Tuesday, November 3, 2009

Should old Notes databases just be left to die?

I've always been impressed by the backward compatibility of Notes. Late in 2008 I re-met an old client who was still running a Notes database I had built in Notes R1 (yes, R1) some 20 years ago. His Domino server had moved up to R7 by then but the app was still chugging along storing client records and printing sales summaries. It sounded like a story for the IBM marketing machine except for the fact that he was in the process of replacing the system with a purpose-built CRM product.

Then there's the customer who wants me to paste a quick-and-dirty XPage front end onto a database he had downloaded from Open NTF. In the end I advised against that approach since it would take a couple of weeks to reverse-engineer and rebuild the undocumented lotusscript agents buried within the existing Forms.

We can also consider one Business Partner's six figure commercial software development project that was originally designed with R7 Lotusscript and is now being retrofitted with XPages to make it more appealing to new customers. I know there are some good people working on that project but maybe they can't see the forest for the trees - new clothes do not make a new man in the world of software.

So how far can you stretch the rubber-band? Sure you can take an existing DB, upgrade the ODS and whack in some XPages over the weekend but is that a good thing? Aren't we just creating the 21st Century equivalent of 1980's COBOL spaghetti code?

Maybe Microsoft does have some benefits with their 'rip and replace' approach to technology. Applications developed with their tools may be over-budget and over-schedule but at least the code is fresh.
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6 comments:

Benoit Dubuc said...

Well, I think this has to be taken on a case by case basis. Depending on the business criticality of the application, it might be worth it to reengineer it with features that were added in the subsequent Notes/Domino releases.

I have done a few overhauls and some were basically rewriting the application, others were just changing the UI. In both situations, it was all about making the application more functional for the users.

: )

Patrik said...

http://www.joelonsoftware.com/articles/fog0000000069.html

Nuff said ;-)

Graham Dodge said...

@ Patrik,

I agree with Joel's comments in your link, especially the bit about...

First, there are architectural problems. The code is not factored correctly. The networking code is popping up its own dialog boxes from the middle of nowhere; this should have been handled in the UI code. These problems can be solved, one at a time, by carefully moving code, refactoring, changing interfaces. They can be done by one programmer working carefully and checking in his changes all at once, so that nobody else is disrupted. Even fairly major architectural changes can be done without throwing away the code. On the Juno project we spent several months rearchitecting at one point: just moving things around, cleaning them up, creating base classes that made sense, and creating sharp interfaces between the modules. But we did it carefully, with our existing code base, and we didn't introduce new bugs or throw away working code."

My point is that this type of serious re-architecting is exactly the sort of work that needs to be done with old Notes apps but it rarely occurs. These guys took months to clean up the app but I fear that many Notes apps will be "upgraded" to XPages over a couple of weekends by a junior UI guy who is treating the whole thing as a learning exercise prior to doing his R8.5 certification.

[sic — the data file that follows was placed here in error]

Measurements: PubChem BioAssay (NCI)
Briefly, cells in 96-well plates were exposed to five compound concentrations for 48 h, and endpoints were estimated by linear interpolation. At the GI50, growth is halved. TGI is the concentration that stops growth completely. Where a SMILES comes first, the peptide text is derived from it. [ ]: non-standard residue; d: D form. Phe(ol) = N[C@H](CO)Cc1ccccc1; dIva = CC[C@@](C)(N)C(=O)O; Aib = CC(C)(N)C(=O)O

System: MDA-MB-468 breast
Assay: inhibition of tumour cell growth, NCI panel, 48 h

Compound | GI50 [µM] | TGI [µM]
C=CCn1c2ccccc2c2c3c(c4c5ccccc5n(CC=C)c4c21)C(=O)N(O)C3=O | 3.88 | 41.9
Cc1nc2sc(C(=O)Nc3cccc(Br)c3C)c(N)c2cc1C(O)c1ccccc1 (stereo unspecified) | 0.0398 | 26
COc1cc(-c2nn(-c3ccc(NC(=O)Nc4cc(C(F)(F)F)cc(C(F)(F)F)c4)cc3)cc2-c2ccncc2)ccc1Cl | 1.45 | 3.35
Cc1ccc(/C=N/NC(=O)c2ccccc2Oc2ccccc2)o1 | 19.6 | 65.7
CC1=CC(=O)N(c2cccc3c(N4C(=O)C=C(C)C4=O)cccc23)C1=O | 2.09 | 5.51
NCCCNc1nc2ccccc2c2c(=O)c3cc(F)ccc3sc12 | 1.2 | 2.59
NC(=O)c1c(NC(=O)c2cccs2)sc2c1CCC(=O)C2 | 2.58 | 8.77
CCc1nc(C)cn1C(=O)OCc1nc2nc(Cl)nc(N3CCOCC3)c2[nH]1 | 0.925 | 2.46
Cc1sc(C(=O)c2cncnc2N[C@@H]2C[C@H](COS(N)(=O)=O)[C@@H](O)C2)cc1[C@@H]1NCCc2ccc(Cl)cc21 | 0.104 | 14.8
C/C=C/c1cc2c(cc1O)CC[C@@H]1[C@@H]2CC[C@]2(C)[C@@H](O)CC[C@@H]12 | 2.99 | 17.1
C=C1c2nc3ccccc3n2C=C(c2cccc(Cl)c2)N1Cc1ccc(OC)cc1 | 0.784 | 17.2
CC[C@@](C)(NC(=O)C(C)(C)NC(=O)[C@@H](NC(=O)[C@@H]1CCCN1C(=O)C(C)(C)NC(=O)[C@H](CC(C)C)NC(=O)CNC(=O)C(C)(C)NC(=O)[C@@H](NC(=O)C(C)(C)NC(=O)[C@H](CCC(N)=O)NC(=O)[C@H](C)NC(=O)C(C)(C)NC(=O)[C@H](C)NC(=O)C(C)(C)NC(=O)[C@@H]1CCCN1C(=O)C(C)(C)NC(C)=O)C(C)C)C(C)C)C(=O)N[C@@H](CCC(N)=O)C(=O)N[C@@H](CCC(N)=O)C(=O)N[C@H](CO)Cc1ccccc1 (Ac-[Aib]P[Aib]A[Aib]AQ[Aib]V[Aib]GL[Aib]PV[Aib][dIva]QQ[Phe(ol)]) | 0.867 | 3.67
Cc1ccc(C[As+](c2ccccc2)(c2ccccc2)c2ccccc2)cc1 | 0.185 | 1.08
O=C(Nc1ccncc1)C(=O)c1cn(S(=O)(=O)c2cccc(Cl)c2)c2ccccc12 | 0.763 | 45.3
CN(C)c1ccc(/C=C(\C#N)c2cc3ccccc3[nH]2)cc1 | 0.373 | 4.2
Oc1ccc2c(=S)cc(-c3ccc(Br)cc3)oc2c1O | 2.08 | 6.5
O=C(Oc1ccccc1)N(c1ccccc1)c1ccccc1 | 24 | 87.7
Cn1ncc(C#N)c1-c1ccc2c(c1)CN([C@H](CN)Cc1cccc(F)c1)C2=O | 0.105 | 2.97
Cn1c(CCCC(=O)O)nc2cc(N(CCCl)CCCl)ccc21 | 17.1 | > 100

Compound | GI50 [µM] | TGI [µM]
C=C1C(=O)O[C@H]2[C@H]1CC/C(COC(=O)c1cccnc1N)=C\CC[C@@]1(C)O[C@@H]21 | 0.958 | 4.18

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Henning Heinz said...

I am not sure if Joel does not live in a multi-tier architecture world with separated presentation, application processing and data management logic. Older Lotus Notes applications often have a monolithic approach that make changes a bit harder. XPages to the rescue as they offer a way to upgrade the presentation while leaving your old code 100% intact (if you want that). I do believe that sometimes a forced rewrite could improve things. But there are so many old Notes applications out there that still work but would not survive any rip & replace approach. In that case customers would probably reconsider your options and use something else. Short version. If you do rip & replace, do it often so that people get used to it. It still would be great if IBM would upgrade the old design elements. Simple server upgrade would then bring Notes applications to the 21th century.

Gavin Bollard said...

If it ain't broke, don't fix it.

Ian Randall said...

There is nothing in the Lotus Notes architecture that stops people from updating the design of older applications. However, the main criticsm of the Rip & Replace method is that often changes MUST BE MADE simply to allow the existing application to run.

Lotus Notes applications don't suffer from this problem because of the huge effort made by IBM/Lotus to maintain backward compatibility.

But even with the Rip & Replace approach, there is no guarantee that an existing application will be upgraded and reengineered to take advantage of all the latest technology and features.

I wonder if anyone has done a cost comparison of the well established history of Lotus backward compatibility vs the Rip & Replace approach of other vendors to get a true picture of the cost differences.

The downside of backward compaitibility is that older Notes applications don't always look as pretty. But the alternative is a pretty application that can easily break during each upgrade or can significantly delay a necessary system upgrade because of compatibility issues.